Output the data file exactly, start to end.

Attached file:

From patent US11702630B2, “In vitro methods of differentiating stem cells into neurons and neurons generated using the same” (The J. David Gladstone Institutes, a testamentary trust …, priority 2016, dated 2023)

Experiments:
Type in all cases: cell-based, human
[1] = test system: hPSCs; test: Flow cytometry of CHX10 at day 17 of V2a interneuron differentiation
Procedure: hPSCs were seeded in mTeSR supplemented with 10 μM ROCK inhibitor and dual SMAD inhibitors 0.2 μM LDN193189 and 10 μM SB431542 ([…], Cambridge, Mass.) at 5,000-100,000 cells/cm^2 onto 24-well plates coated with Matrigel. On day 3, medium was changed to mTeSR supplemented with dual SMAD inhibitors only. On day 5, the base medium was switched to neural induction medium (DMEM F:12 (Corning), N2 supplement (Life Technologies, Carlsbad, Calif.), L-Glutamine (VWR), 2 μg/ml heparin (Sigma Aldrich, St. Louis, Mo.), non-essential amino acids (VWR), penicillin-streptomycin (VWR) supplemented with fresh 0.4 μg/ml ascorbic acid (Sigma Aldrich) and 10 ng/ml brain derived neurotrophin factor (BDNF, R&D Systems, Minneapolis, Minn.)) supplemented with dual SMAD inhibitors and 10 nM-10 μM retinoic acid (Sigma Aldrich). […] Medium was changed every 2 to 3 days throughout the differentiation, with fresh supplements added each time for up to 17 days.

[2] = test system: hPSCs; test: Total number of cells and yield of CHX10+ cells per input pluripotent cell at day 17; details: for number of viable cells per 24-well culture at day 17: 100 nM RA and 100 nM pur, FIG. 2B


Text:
From patent US11702630B2, “In vitro methods of differentiating stem cells into neurons and neurons generated using the same” (The J. David Gladstone Institutes, a testamentary trust …, priority 2016, dated 2023)

Experiments:
Type in all cases: cell-based, human
[1] = test system: hPSCs; test: Flow cytometry of CHX10 at day 17 of V2a interneuron differentiation
Procedure: hPSCs were seeded in mTeSR supplemented with 10 μM ROCK inhibitor and dual SMAD inhibitors 0.2 μM LDN193189 and 10 μM SB431542 ([…], Cambridge, Mass.) at 5,000-100,000 cells/cm^2 onto 24-well plates coated with Matrigel. On day 3, medium was changed to mTeSR supplemented with dual SMAD inhibitors only. On day 5, the base medium was switched to neural induction medium (DMEM F:12 (Corning), N2 supplement (Life Technologies, Carlsbad, Calif.), L-Glutamine (VWR), 2 μg/ml heparin (Sigma Aldrich, St. Louis, Mo.), non-essential amino acids (VWR), penicillin-streptomycin (VWR) supplemented with fresh 0.4 μg/ml ascorbic acid (Sigma Aldrich) and 10 ng/ml brain derived neurotrophin factor (BDNF, R&D Systems, Minneapolis, Minn.)) supplemented with dual SMAD inhibitors and 10 nM-10 μM retinoic acid (Sigma Aldrich). […] Medium was changed every 2 to 3 days throughout the differentiation, with fresh supplements added each time for up to 17 days.

[2] = test system: hPSCs; test: Total number of cells and yield of CHX10+ cells per input pluripotent cell at day 17; details: for number of viable cells per 24-well culture at day 17: 100 nM RA and 100 nM pur, FIG. 2B